Story: Thomas Sniegoski
Art: Michael Sta. Maria
Colors: Omi Remalante Jr.
Letterer: Troy Peteri
What They Say:
Vampirella Reborn! Savage! Feral! A literal demon thirsting for blood! As humanity raises their greatest hope from the dead, will Pendragon and the rest of our survivor’s be able to quell the beast that they have unleashed?!? Originally debuting in 1994, Vengeance of Vampirella portrayed a more savage and feral look at the Daughter of Drakulon. Now, for the 50th Anniversary of Vampirella, original series writer Tom Sniegoski (joined by the incredible art of Michael Sta. Maria) is back and issue #2 features a host of incredible cover artists.
Content: (please note that content portions of a review may contain spoilers):
The opening installment of this series definitely had some interesting moments that Thomas Sniegoski got to play with and it made it an easy book to come back for more of, especially if you’re a Vampirella fan. With so many competing works out there it is feeling a little complicated and contradictory at times so it’s best to just take each book on its own. I do lament that we continue to get reborn-style versions of her, however, after getting so many great stories with her fully aware and presented as a complex person. Michael Sta. Maria definitely delivered a great looking book the last time around and I love his use of Draculina to provide a really strong contrast not just to Vampirella but to the world that this story inhabits as it’s a very grim one.
Vampirella’s return is what dominates in the early pages as she’s been cast out to the city and begins to reform in her new reborn way. She’s in a fog of sorts when it comes to anything resembling memories but base instincts are there. When a pair of demon types come to where she is she knows she can just tear them apart and feed, which is high on her to-do list right now. But that’s also going to draw attention, something that Pendragon talks about when he catches up to where she was later and sees the bodies. For Vampirella, she’s starting to get a handle on the city itself in its ruins and prepares to get actively involved in protecting a few people from something mean and dangerous. This is just something that has defined her for so long that it’s like a muscle memory to protect others.
Amid this, we get a decent bit of time with Draculina as she’s called to where the evil from the other dimension communicates with her. Since she’s controlling the world as their proxy, they’re actually quite polite from what you’d think otherwise but there’s enough venom in it as well to make it clear that she best not disappoint. It’s an intriguing sequence as it’s spread out as you know it’s going to connect to Vampirella and the group of humans she’s come across and is drawn to helping, but you can’t be quite sure what the real deal is as everything here still feels like it’s for show, a fake to put Vampirella at ease. Draculina and Vampirella both stick to their sexy costumes, which I don’t mind as it goes in cycles with how they’re handled, sometimes book to book, but it fits in this particular timeline and how Draculina is running the show. I love how she’s presented and am eager to see where else Sniegoski is going to take the story.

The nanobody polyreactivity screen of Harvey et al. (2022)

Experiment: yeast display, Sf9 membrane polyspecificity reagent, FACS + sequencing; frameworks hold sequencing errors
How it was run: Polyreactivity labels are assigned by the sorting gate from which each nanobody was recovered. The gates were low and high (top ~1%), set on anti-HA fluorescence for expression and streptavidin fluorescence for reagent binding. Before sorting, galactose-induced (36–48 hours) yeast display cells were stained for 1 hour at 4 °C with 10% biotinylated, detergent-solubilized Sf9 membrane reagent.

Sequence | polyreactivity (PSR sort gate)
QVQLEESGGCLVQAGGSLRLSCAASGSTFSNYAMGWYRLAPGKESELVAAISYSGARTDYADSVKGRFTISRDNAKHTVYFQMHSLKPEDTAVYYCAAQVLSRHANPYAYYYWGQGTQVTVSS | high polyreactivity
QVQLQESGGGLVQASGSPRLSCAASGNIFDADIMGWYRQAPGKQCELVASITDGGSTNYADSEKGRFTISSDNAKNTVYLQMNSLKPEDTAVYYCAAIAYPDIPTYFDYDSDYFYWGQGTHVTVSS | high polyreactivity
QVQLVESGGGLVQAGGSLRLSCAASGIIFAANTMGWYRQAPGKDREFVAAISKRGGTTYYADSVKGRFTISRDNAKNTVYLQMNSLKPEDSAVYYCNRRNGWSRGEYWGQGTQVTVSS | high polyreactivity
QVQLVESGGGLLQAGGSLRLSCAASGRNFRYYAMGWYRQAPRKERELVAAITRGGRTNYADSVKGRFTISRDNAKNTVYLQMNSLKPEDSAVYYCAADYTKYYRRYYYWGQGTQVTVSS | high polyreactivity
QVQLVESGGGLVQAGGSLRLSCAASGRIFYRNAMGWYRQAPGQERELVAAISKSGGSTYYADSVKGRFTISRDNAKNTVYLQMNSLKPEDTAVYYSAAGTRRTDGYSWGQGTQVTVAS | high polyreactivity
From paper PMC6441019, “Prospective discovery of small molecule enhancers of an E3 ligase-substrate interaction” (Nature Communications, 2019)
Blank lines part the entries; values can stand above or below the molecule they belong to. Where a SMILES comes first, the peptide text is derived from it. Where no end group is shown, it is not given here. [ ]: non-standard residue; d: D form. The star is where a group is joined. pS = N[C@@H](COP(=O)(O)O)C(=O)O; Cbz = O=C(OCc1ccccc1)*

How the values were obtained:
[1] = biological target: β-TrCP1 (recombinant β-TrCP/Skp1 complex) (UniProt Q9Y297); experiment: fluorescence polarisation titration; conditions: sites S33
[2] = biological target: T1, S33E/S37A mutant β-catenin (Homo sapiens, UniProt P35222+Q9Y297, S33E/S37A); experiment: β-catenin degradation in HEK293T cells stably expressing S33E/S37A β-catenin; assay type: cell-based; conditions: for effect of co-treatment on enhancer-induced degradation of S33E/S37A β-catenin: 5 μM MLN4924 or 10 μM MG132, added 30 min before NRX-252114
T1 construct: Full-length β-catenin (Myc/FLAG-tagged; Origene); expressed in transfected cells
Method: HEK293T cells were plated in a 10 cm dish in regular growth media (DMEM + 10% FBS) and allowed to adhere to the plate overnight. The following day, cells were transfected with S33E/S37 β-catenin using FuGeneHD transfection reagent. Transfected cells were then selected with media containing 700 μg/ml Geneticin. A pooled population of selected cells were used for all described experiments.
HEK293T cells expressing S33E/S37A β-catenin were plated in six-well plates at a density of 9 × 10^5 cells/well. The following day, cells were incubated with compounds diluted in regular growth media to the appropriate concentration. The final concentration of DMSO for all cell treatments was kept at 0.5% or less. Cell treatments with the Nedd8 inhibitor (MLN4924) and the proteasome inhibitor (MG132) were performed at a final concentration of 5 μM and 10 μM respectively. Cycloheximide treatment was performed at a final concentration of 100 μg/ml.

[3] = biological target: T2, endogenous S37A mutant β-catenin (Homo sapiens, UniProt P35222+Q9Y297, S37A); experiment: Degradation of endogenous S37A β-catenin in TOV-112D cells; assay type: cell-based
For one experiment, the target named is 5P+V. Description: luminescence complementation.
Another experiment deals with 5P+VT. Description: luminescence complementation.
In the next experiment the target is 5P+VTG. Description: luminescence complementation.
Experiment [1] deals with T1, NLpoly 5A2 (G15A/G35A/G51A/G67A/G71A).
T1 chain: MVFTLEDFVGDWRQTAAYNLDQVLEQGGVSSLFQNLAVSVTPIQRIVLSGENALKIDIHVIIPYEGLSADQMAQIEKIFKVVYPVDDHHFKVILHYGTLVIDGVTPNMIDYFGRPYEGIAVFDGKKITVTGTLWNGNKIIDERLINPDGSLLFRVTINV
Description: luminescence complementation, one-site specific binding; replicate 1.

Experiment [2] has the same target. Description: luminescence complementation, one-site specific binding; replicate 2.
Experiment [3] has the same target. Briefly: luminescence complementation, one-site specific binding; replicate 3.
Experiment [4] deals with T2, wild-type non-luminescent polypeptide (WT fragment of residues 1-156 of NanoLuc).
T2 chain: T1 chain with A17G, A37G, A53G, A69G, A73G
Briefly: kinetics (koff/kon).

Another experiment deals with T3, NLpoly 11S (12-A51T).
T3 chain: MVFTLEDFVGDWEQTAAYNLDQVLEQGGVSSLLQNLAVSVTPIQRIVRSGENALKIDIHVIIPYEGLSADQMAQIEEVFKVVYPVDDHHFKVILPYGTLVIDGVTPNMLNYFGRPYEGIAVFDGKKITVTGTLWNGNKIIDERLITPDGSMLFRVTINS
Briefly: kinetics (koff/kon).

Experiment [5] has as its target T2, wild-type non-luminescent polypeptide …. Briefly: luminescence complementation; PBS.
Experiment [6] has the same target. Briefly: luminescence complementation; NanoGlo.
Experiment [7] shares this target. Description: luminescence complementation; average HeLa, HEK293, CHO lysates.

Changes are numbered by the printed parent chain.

At this point I’m still just trying to figure out this series place and point. There’s been a lot going on with Vampirella in the past year with highs and lows and several new projects to celebrate but I’m struggling to really connect with a lot of them. This series so far feels like a dark but colorful (and beautiful) 80’s anime series in a way. It has all the post-apocalyptic elements it needs, great costuming, oppressive atmosphere, and a sense of big things to come that would be camp if it just hewed a bit more in that direction. It’s beautiful curiosity and I like what we’re presented with so far, though that’s more for the artwork than the story as it hasn’t had time to really reveal what it is that it wants to say.
Age Rating: 15+
Released By: Dynamite Entertainment
Release Date: November 6th, 2019